Your first step is taking a searing examination at the failure of American universities to grapple successfully with campus rape in the systematic pattern of protecting student athletes more than other students. The next steps follow naturally. Take part in the activism at your school, encourage survivors, and productively confront the problem. Fear not, the policies will change with your effort.

Politics aside, we are in a time for you to continue speaking the truth, even if your voice trembles.

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Logan Paul's Claim He's Going Gay For A Month Is Offensive To Me And Every Member Of The LGBTQIA Community

My sexuality is not something that people should joke about.

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Before I came out, I used to be under the impression that being gay was a choice. In my defense though, I had feelings for both sexes and I wasn't sure what was going on. At the time, I assumed that I could choose to be straight or that I could choose to be a lesbian, but as I kept growing neither of my feelings quieted and I later realized that being gay is not a choice.

On Friday, January 11, YouTuber Logan Paul released a podcast where he talked about trying different challenges each month, he mentions going vegan and sober for the month of January and then going all out in February. In March, however, Paul mentions that March was going to be deemed "Men Only March." Essentially Logan Paul and his co-host Mike Mijlak would be "going gay" for a month. Obviously, knowing Logan Paul this was meant as a joke, but sexuality is nothing to joke about.

So many members of the LGBTQIA community are forced to hide their sexuality for safety reasons, and for Logan Paul joking and saying that he is going to "go gay" for a month is unacceptable. We live in a time period where LGBTQIA teens are being thrown out into the streets or committing suicide just for choosing to be their authentic selves. Right now members of the LGBTQIA community are being murdered and detained in Russia, and many more are having to flee just find safety.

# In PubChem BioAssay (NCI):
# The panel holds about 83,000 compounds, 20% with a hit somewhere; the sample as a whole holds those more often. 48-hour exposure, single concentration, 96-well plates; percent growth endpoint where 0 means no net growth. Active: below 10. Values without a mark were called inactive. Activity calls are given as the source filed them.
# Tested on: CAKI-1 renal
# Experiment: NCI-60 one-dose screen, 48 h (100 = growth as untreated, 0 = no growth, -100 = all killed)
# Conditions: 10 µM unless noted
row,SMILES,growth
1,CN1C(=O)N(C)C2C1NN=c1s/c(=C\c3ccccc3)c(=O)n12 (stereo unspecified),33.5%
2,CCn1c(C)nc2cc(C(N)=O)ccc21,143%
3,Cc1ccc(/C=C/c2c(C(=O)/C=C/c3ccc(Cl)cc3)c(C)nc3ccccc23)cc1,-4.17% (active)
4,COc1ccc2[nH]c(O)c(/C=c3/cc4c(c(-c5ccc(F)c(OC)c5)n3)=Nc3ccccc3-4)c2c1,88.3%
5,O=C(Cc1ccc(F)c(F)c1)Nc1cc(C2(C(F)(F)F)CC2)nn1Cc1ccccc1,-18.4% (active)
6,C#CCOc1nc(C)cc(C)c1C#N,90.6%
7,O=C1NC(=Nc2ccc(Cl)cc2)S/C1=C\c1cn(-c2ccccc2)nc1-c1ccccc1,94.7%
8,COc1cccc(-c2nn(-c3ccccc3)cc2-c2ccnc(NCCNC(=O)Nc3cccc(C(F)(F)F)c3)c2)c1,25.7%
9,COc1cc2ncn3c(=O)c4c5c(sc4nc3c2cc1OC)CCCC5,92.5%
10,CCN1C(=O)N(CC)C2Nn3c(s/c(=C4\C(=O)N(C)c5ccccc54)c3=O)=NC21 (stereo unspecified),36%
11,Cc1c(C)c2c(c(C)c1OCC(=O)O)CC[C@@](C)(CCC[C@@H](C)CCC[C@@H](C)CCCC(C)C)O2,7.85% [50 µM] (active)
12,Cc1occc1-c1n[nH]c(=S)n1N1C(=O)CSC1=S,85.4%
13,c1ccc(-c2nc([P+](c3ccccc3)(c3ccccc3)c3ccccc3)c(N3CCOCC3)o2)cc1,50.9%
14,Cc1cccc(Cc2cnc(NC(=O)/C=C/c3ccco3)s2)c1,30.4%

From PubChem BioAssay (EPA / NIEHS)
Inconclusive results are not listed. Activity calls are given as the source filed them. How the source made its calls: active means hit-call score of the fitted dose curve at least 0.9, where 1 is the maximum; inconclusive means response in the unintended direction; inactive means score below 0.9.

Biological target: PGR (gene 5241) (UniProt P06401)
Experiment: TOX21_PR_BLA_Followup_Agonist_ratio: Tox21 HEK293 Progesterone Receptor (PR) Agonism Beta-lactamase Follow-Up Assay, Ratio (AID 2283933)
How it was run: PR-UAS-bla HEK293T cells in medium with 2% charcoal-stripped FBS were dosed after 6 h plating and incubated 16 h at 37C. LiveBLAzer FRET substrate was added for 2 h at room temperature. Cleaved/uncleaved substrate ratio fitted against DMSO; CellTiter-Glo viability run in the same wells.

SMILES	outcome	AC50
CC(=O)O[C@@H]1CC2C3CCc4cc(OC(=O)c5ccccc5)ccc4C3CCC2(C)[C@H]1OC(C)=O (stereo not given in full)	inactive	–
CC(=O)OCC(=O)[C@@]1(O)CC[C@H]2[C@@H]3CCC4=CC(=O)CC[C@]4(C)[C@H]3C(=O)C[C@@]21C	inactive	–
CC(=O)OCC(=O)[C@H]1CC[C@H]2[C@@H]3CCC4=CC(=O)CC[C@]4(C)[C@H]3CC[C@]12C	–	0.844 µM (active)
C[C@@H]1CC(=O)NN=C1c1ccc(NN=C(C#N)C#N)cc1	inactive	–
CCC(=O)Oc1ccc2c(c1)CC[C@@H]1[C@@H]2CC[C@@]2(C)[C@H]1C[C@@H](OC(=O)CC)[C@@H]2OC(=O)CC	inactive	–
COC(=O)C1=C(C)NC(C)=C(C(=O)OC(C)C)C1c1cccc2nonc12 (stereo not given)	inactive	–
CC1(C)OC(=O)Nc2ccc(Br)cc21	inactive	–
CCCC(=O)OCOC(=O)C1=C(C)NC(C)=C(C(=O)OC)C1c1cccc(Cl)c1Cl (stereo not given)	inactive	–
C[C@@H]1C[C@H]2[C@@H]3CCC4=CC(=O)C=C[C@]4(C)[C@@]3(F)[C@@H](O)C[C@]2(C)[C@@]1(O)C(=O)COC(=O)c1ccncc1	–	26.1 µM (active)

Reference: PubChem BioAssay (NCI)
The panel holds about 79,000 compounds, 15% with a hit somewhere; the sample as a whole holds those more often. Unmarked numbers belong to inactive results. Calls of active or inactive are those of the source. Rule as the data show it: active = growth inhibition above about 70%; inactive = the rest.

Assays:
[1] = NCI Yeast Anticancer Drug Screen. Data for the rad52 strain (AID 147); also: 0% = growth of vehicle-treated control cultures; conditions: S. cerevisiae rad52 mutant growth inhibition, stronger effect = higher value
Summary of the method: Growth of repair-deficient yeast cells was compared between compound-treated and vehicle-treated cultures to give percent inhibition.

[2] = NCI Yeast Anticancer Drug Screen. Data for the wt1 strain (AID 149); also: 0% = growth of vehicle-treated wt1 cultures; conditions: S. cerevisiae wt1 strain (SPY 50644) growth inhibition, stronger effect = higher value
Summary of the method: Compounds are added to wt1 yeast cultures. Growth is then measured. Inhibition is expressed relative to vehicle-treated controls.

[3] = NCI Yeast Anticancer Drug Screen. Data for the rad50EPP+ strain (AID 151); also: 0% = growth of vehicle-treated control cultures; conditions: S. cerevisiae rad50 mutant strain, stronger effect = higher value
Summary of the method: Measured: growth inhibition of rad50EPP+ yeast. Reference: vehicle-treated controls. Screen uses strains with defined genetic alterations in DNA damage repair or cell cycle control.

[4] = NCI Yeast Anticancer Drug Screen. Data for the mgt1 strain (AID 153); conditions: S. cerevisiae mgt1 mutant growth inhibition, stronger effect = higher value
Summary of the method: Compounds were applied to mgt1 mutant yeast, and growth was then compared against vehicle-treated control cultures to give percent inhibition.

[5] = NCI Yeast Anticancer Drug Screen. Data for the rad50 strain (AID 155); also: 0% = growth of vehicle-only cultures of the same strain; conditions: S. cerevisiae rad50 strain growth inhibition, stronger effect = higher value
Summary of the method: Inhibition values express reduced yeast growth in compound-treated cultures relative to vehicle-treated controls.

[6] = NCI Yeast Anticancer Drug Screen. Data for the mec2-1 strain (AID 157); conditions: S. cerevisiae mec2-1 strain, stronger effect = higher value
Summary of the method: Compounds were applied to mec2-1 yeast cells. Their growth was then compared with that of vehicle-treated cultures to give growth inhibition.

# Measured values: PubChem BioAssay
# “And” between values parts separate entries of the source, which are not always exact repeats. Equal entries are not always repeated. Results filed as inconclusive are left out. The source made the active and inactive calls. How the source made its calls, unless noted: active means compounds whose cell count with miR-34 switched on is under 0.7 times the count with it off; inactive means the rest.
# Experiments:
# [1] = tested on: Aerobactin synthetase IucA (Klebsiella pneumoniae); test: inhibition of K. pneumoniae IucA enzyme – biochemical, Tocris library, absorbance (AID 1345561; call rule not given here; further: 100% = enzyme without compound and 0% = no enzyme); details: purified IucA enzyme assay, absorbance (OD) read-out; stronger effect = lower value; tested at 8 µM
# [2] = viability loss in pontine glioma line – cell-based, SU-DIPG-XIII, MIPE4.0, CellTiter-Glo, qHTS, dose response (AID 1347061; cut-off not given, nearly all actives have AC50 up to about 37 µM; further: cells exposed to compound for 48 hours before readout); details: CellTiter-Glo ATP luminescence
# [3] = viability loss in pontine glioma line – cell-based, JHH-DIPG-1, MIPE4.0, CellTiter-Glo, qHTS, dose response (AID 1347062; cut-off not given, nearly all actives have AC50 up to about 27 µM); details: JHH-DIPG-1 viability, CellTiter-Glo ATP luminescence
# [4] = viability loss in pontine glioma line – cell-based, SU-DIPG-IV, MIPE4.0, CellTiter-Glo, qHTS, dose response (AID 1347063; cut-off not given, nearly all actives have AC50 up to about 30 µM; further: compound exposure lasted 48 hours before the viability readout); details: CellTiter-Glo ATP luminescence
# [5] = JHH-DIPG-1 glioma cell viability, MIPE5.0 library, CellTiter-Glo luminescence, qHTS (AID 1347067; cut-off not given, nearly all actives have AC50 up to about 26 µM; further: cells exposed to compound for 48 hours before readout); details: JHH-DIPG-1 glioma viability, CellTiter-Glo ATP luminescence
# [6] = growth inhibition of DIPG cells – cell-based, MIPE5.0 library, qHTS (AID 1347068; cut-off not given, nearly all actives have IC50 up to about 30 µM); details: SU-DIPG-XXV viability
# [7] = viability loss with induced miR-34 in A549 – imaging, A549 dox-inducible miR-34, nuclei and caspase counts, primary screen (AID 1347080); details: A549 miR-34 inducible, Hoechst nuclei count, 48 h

This is not Logan Paul's first controversial event that he's had. In January of 2018, Paul released a video where he showed a video of a dead body that was found in the Suicide Forrest in Japan. Since the release of that video, Logan Paul had a brief suspension of ad revenue on his videos and was even written out of several YouTube Red series.

I honestly don't believe that Logan Paul was really sorry about the Suicide Forrest video, or that he is actually sorry about the joke he made on his Podcast. He had time to think and edit both of those projects before posting them on their respective platforms. I think he's honestly just sorry that he either got caught or that he offended people.

If Logan Paul is actually sorry, for the joke he said during his podcast then he should show it by donating or volunteering with The Trevor Project, GLAAD, or The Human Rights Campaign. Maybe then, he will think twice before he makes another offensive post on social media.